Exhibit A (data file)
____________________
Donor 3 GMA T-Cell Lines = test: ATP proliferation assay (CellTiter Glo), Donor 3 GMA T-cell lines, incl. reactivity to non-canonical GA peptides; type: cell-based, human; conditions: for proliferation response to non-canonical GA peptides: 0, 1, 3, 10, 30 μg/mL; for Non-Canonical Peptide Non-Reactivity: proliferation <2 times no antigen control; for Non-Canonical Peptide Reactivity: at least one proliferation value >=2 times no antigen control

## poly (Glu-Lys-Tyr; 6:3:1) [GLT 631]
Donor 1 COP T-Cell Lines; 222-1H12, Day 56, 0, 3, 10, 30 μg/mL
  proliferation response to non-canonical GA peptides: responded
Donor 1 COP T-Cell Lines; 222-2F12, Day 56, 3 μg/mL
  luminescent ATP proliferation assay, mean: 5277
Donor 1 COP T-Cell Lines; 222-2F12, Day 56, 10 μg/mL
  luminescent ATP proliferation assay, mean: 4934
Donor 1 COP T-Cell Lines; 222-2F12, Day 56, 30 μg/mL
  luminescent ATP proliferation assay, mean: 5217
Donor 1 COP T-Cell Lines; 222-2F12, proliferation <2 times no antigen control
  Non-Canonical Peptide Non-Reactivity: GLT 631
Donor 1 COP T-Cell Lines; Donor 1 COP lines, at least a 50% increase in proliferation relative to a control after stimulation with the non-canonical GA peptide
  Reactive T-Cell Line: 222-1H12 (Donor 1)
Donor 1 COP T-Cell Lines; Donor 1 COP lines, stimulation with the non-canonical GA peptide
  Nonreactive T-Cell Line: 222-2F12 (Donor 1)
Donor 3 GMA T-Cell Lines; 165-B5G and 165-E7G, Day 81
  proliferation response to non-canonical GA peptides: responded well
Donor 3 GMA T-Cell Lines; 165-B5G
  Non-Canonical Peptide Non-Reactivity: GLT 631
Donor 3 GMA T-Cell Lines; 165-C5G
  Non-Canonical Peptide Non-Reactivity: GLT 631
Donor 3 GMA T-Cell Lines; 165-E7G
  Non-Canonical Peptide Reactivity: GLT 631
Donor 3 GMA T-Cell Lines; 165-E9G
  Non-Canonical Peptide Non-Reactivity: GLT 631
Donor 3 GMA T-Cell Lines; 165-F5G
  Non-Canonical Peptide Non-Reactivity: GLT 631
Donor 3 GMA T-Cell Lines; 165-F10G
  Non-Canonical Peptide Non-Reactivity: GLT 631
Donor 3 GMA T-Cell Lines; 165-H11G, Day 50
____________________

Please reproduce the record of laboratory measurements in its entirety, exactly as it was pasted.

Donor 3 GMA T-Cell Lines = test: ATP proliferation assay (CellTiter Glo), Donor 3 GMA T-cell lines, incl. reactivity to non-canonical GA peptides; type: cell-based, human; conditions: for proliferation response to non-canonical GA peptides: 0, 1, 3, 10, 30 μg/mL; for Non-Canonical Peptide Non-Reactivity: proliferation <2 times no antigen control; for Non-Canonical Peptide Reactivity: at least one proliferation value >=2 times no antigen control

## poly (Glu-Lys-Tyr; 6:3:1) [GLT 631]
Donor 1 COP T-Cell Lines; 222-1H12, Day 56, 0, 3, 10, 30 μg/mL
  proliferation response to non-canonical GA peptides: responded
Donor 1 COP T-Cell Lines; 222-2F12, Day 56, 3 μg/mL
  luminescent ATP proliferation assay, mean: 5277
Donor 1 COP T-Cell Lines; 222-2F12, Day 56, 10 μg/mL
  luminescent ATP proliferation assay, mean: 4934
Donor 1 COP T-Cell Lines; 222-2F12, Day 56, 30 μg/mL
  luminescent ATP proliferation assay, mean: 5217
Donor 1 COP T-Cell Lines; 222-2F12, proliferation <2 times no antigen control
  Non-Canonical Peptide Non-Reactivity: GLT 631
Donor 1 COP T-Cell Lines; Donor 1 COP lines, at least a 50% increase in proliferation relative to a control after stimulation with the non-canonical GA peptide
  Reactive T-Cell Line: 222-1H12 (Donor 1)
Donor 1 COP T-Cell Lines; Donor 1 COP lines, stimulation with the non-canonical GA peptide
  Nonreactive T-Cell Line: 222-2F12 (Donor 1)
Donor 3 GMA T-Cell Lines; 165-B5G and 165-E7G, Day 81
  proliferation response to non-canonical GA peptides: responded well
Donor 3 GMA T-Cell Lines; 165-B5G
  Non-Canonical Peptide Non-Reactivity: GLT 631
Donor 3 GMA T-Cell Lines; 165-C5G
  Non-Canonical Peptide Non-Reactivity: GLT 631
Donor 3 GMA T-Cell Lines; 165-E7G
  Non-Canonical Peptide Reactivity: GLT 631
Donor 3 GMA T-Cell Lines; 165-E9G
  Non-Canonical Peptide Non-Reactivity: GLT 631
Donor 3 GMA T-Cell Lines; 165-F5G
  Non-Canonical Peptide Non-Reactivity: GLT 631
Donor 3 GMA T-Cell Lines; 165-F10G
  Non-Canonical Peptide Non-Reactivity: GLT 631
Donor 3 GMA T-Cell Lines; 165-H11G, Day 50